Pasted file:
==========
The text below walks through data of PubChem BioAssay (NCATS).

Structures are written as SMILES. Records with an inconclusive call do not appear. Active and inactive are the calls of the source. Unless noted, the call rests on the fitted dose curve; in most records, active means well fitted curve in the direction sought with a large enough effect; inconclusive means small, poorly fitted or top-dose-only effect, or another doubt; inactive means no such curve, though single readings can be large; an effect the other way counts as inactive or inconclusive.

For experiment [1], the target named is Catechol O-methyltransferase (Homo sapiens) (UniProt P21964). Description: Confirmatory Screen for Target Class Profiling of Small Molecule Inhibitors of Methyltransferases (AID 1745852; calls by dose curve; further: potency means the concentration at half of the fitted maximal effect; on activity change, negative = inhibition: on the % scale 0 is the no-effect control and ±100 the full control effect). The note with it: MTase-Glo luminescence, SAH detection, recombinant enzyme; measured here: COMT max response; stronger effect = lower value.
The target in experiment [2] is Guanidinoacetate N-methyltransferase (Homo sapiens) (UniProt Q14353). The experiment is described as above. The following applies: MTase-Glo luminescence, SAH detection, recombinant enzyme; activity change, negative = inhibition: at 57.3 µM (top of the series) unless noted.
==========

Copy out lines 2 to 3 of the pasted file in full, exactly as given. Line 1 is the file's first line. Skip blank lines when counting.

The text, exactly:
Structures are written as SMILES. Records with an inconclusive call do not appear. Active and inactive are the calls of the source. Unless noted, the call rests on the fitted dose curve; in most records, active means well fitted curve in the direction sought with a large enough effect; inconclusive means small, poorly fitted or top-dose-only effect, or another doubt; inactive means no such curve, though single readings can be large; an effect the other way counts as inactive or inconclusive.

For experiment [1], the target named is Catechol O-methyltransferase (Homo sapiens) (UniProt P21964). Description: Confirmatory Screen for Target Class Profiling of Small Molecule Inhibitors of Methyltransferases (AID 1745852; calls by dose curve; further: potency means the concentration at half of the fitted maximal effect; on activity change, negative = inhibition: on the % scale 0 is the no-effect control and ±100 the full control effect). The note with it: MTase-Glo luminescence, SAH detection, recombinant enzyme; measured here: COMT max response; stronger effect = lower value.